Near the end of 1997, at the tender age of 26, I wrote my first Deacon’s corner article in my church’s monthly newsletter. I was just sifting through old files on my laptop, and came across it. I ask you, what is more fun than plagiarizing yourself?
My Boring Bible Story
circa November 1997
This morning, chapter seven of Numbers happened to be part of my devotional reading plan. It is a favorite of mine, because I learned a great lesson from it a couple years ago when I listened to it in my car for the first time. Unlike a book, one cannot skim a passage when listening to the Bible-on-cassette. There I was, trying to keep a disciplined focus on the words coming through my speakers as I cruised down the highway, when God ‘enlightened’ me. You see, Numbers 7 is perhaps the most boring chapter in the entire Bible.
No kidding. Read it if you doubt my sincerity. Though several of the genealogies certainly deserve recognition, Numbers 7 is unique in that it repeats the same detailed description of an offering twelve times, once for each tribe of Israel. Six verses per offering, seventy-two verses in all, with each six verses the same as the six before, with the exception of the name of the man making the offering.
What is the meaning of this passage? I have no idea. However, I do know the significance of it in my own life, and I believe that it can prove significant in your life as well.
In Romans 12:2, we learn that we are transformed through the renewing of our minds. This perspective on our sanctification speaks to the depravity from which God lifts us when he redeems us. Our very thoughts are perverse. The framework by which we view the world is skewed. Upon salvation, by God’s grace, we finally see the truth for what it is. Our blinded eyes are made to see. Yet, as we live our lives, we quickly realize we still have very poor vision, for though God saves definitively, he works out that salvation in our lives over time.
As a result, we often view and judge the world around us in a way contrary to God’s word. In our minds, we think hatefully of others and sometimes even of God. We do not always value what he values, and we often value that which he hates. Our very thoughts, the categories by which we view our world, our judgments, all must be transformed.
Essential to that transformation is the Bible, which records the very words of God. These words bring life, teaching us of our God and his creation. We must make these words our thoughts. We must, as someone once said, think God’s thoughts after him.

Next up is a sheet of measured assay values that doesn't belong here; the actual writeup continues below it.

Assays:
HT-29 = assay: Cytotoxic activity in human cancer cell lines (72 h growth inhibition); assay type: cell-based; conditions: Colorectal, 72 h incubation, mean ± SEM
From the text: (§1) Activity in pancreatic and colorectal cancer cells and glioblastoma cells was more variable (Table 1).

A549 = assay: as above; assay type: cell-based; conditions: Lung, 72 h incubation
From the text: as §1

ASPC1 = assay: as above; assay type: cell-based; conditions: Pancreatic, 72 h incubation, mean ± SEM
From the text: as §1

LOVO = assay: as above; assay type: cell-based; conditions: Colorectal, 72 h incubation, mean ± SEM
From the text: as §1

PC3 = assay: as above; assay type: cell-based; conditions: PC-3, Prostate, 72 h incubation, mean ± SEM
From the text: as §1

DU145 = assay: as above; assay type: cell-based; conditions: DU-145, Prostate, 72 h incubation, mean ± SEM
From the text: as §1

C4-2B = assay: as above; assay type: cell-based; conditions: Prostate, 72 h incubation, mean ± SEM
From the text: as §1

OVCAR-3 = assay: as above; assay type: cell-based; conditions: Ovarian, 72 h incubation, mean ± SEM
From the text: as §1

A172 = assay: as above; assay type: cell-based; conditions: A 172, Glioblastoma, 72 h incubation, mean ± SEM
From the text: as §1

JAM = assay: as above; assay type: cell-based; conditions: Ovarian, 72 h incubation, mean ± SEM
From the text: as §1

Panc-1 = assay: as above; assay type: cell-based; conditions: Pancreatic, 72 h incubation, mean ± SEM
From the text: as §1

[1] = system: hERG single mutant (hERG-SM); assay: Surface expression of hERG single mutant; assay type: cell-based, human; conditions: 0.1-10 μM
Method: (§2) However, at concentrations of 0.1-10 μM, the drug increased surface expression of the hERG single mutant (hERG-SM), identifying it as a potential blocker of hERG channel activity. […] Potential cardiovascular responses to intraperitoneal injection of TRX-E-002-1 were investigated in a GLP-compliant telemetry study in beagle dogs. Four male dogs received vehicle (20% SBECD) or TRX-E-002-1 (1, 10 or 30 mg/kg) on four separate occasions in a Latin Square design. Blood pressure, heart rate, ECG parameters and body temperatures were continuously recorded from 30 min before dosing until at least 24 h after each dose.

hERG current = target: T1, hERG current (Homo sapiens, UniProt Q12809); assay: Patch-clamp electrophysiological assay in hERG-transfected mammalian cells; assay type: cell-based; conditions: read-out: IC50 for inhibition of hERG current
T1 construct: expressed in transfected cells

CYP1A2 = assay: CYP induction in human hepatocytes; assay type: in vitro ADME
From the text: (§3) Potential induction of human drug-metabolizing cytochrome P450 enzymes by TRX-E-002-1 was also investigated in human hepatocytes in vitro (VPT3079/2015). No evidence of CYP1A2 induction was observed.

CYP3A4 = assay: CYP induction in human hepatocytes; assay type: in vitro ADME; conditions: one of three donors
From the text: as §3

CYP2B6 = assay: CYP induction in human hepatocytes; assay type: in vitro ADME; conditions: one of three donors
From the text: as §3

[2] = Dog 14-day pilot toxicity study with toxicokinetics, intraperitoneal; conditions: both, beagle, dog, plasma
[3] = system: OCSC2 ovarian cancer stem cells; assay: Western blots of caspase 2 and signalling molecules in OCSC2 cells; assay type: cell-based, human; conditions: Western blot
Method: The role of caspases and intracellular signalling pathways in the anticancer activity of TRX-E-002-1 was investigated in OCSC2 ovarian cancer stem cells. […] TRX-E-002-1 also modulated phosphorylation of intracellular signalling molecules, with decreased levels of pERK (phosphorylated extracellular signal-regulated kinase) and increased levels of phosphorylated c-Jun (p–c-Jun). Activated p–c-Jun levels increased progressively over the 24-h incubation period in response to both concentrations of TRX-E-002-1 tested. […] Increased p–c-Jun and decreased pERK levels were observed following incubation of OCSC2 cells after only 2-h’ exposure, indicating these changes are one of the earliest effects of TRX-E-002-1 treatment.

Inherent in this needed transformation is a requirement: in all things we must submit to God’s word. We must value it as he values it and order our lives and thoughts around it. We cannot use our preexisting categories and framework of thought to dictate how we view the Bible. To do so would be equivalent to standing in judgment over the scripture. Rather, the Bible must judge us and our notions.
So, how does this need for transformation tie into Numbers chapter 7? I believe II Timothy 3:16 serves as a bridge when it says that “all scripture is God-breathed and is useful for teaching, rebuking, correcting, and training in righteousness.” That bold statement tells us exactly how God judges the Bible in its entirety. As I suffered through Numbers 7 in the car, however, I realized that I often judged scripture in an entirely different way.
No, I never claimed that parts of God’s word were obsolete, or that it taught a schizophrenic view of God in which he used to be mean and hateful but decided more recently to become loving. But I regularly, habitually, as a life-long practice, focused my Bible reading on those portions of the scripture which I considered interesting and relevant.
Think of the implications of such a practice! Suppose God would see fit to use a particular passage to transform me in some particular way. Now suppose that I had determined (using some distorted, unsanctified thought process) that the particular passage in question was boring and of no use to me. I would thereby judge scripture, rather than allowing it to judge me. Now suppose that the particular passage I didn’t want to bother with was actually one fourth to two thirds of the Bible…
Numbers 7 challenged me to submit to God and his word, for he has declared that Numbers 7 is “God-breathed and useful for teaching, rebuking, correcting and training in righteousness.” I find the passage boring… so what! Should I therefore ‘passively’ judge its value by ignoring and avoiding it? What about the countless other passages which are less than scintillating, difficult to understand, or seemingly pointless? Are my emotions a trustworthy guide, or perhaps are they too in need of transformation?
Hopefully, the above questions will seem rhetorical to you. When any part of us, whether emotions or intellect, disagrees with God, we are wrong. God has judged all of his scripture to be profitable to us, and I know of no one at <church> that would verbally disagree. Yet in my own life, whether by neglect or preference, I often see myself disagreeing in practice with God’s view.
So the next time you find yourself wondering why God is wasting your time with a particularly boring or seemingly pointless passage, flip over to Numbers 7 and get really bored. And then humbly submit to God, trusting him to use that which is seemingly pointless to sharpen you in your faith.
3 Replies to “My Boring Bible Story”
Wow, a blast from the theological past. What you say is, unfortunately, hard to put into practice… especially in our hurry-up-and-be-effective culture.
By the way, you need to give the Chronicles honorable mention as well. Genealogies haven’t been so boring to me since Andrew Peterson sang Matthew’s Begats.
This needs a link to the Jamie Soles song…. 🙂
Peter, I did! “Though several of the genealogies certainly deserve recognition…”
Mark, I’m drawing a blank. Which album/song?